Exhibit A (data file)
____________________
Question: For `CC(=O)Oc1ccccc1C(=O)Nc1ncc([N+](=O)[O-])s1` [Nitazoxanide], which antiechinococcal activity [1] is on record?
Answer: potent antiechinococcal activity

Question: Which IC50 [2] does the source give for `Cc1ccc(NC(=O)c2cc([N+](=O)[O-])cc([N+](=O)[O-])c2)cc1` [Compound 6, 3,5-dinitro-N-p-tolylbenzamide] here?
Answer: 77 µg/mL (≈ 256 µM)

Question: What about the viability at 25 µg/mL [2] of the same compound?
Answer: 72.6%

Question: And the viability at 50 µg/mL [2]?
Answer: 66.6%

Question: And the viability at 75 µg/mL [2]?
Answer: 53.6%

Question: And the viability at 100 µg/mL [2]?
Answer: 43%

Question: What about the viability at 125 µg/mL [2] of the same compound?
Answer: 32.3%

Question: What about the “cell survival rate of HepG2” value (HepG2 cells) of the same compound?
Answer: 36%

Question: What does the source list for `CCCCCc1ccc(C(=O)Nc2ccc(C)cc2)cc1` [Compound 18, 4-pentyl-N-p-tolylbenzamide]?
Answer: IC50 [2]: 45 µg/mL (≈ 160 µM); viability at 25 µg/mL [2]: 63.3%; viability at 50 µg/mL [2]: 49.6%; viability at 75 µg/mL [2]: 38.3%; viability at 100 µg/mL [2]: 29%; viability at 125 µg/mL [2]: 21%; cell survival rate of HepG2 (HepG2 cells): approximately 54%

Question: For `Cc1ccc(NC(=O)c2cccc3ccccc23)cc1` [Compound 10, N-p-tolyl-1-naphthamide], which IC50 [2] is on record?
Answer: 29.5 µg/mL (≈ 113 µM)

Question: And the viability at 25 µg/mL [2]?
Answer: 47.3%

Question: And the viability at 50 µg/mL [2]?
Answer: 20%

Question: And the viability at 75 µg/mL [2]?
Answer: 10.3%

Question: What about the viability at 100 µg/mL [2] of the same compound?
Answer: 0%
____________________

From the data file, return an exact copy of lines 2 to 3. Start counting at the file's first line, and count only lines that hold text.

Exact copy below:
Answer: potent antiechinococcal activity

Question: Which IC50 [2] does the source give for `Cc1ccc(NC(=O)c2cc([N+](=O)[O-])cc([N+](=O)[O-])c2)cc1` [Compound 6, 3,5-dinitro-N-p-tolylbenzamide] here?